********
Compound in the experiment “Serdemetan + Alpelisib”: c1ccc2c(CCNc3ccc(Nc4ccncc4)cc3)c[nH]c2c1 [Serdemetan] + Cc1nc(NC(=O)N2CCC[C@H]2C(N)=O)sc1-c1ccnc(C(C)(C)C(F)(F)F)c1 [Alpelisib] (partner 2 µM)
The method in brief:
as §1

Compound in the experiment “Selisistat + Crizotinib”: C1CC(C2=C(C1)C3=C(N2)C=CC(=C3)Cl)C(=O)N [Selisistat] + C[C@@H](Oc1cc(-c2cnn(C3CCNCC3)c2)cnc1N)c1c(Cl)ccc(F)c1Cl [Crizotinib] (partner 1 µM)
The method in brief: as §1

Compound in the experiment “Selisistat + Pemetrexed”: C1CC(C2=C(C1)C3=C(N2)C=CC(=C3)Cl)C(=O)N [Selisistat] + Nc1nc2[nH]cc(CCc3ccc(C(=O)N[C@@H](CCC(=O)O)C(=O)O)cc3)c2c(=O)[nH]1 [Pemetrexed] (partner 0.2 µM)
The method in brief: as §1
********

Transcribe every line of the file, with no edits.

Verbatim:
Compound in the experiment “Serdemetan + Alpelisib”: c1ccc2c(CCNc3ccc(Nc4ccncc4)cc3)c[nH]c2c1 [Serdemetan] + Cc1nc(NC(=O)N2CCC[C@H]2C(N)=O)sc1-c1ccnc(C(C)(C)C(F)(F)F)c1 [Alpelisib] (partner 2 µM)
The method in brief:
as §1

Compound in the experiment “Selisistat + Crizotinib”: C1CC(C2=C(C1)C3=C(N2)C=CC(=C3)Cl)C(=O)N [Selisistat] + C[C@@H](Oc1cc(-c2cnn(C3CCNCC3)c2)cnc1N)c1c(Cl)ccc(F)c1Cl [Crizotinib] (partner 1 µM)
The method in brief: as §1

Compound in the experiment “Selisistat + Pemetrexed”: C1CC(C2=C(C1)C3=C(N2)C=CC(=C3)Cl)C(=O)N [Selisistat] + Nc1nc2[nH]cc(CCc3ccc(C(=O)N[C@@H](CCC(=O)O)C(=O)O)cc3)c2c(=O)[nH]1 [Pemetrexed] (partner 0.2 µM)
The method in brief: as §1